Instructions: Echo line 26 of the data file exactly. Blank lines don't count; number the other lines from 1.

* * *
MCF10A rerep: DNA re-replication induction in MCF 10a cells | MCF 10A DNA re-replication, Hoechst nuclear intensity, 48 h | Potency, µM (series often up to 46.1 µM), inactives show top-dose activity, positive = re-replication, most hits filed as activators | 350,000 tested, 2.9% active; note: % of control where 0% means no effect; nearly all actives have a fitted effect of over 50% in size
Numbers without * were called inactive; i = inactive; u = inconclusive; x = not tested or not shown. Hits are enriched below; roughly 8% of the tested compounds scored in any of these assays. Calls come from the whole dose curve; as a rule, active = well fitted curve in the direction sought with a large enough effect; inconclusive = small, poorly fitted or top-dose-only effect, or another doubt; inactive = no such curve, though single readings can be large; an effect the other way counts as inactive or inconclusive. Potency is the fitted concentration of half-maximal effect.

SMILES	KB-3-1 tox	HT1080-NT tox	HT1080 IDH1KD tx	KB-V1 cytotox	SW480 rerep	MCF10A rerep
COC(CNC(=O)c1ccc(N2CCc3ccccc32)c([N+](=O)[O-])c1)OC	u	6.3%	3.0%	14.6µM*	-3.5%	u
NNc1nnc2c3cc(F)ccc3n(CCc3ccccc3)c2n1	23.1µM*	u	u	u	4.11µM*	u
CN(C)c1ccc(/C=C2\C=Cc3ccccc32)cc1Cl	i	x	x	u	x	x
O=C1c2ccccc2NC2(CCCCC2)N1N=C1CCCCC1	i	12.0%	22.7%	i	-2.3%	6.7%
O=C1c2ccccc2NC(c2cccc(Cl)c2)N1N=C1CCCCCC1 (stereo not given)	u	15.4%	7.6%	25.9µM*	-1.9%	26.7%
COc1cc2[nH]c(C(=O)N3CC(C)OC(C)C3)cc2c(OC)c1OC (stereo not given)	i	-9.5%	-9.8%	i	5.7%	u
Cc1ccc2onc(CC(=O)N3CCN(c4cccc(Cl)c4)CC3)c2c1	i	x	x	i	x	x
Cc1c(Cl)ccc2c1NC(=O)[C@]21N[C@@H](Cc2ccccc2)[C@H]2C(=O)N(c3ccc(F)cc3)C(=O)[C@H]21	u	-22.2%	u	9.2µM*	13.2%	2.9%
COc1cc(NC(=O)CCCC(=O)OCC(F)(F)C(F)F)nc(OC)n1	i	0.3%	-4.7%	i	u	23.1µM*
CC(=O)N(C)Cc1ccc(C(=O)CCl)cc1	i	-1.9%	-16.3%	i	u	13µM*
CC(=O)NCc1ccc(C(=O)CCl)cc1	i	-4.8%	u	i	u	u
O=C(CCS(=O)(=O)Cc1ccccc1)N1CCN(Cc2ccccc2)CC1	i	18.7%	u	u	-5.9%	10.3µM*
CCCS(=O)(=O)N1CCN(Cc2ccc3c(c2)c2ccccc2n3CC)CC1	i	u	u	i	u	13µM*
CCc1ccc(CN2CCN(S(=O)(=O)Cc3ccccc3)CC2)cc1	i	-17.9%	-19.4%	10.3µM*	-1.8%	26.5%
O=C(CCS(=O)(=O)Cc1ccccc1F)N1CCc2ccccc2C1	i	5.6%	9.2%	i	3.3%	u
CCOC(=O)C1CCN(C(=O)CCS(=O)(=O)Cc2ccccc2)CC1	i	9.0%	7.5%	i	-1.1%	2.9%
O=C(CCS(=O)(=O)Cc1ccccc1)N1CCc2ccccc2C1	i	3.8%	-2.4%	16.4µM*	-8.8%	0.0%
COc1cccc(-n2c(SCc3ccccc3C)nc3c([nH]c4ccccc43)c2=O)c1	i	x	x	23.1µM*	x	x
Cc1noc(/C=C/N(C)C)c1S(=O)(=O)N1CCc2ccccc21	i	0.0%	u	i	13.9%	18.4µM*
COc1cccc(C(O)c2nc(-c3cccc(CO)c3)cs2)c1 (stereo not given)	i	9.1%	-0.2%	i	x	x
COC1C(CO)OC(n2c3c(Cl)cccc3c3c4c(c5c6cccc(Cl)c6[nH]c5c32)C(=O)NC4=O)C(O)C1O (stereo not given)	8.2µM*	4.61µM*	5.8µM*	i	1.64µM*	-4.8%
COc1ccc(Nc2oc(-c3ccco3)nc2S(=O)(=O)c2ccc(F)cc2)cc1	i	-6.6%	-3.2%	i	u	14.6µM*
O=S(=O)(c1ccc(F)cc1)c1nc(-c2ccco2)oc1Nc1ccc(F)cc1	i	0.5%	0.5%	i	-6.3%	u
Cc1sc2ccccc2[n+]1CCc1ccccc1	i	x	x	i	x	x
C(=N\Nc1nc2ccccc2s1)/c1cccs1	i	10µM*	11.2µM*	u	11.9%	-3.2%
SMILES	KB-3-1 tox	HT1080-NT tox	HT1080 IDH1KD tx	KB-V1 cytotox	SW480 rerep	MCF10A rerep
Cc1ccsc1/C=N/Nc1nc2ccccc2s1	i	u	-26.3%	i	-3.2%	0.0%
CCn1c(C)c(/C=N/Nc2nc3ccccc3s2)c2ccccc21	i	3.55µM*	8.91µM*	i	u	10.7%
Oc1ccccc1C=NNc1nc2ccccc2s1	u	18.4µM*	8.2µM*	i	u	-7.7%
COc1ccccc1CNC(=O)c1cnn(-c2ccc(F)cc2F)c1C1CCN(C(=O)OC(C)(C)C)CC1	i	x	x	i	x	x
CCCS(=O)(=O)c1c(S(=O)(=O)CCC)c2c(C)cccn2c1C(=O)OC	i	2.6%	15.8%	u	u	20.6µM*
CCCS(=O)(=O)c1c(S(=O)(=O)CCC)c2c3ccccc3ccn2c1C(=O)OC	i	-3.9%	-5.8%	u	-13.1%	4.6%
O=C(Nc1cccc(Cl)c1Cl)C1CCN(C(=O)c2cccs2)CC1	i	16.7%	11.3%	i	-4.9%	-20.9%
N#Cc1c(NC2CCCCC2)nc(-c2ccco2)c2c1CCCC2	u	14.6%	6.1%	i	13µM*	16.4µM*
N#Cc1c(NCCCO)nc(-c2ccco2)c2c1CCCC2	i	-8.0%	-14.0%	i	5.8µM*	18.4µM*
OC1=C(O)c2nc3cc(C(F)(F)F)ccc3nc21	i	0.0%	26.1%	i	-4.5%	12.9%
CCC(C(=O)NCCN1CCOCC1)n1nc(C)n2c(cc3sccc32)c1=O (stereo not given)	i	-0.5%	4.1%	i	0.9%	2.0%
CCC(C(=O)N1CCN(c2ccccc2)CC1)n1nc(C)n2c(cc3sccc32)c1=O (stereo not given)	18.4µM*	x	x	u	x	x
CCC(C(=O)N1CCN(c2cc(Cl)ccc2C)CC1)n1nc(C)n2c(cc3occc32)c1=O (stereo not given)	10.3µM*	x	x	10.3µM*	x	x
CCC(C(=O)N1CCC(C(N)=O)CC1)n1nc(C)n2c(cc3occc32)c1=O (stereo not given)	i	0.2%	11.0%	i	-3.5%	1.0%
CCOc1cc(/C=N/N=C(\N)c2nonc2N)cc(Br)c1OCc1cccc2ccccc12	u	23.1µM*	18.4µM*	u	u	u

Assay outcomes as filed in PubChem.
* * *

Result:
O=S(=O)(c1ccc(F)cc1)c1nc(-c2ccco2)oc1Nc1ccc(F)cc1	i	0.5%	0.5%	i	-6.3%	u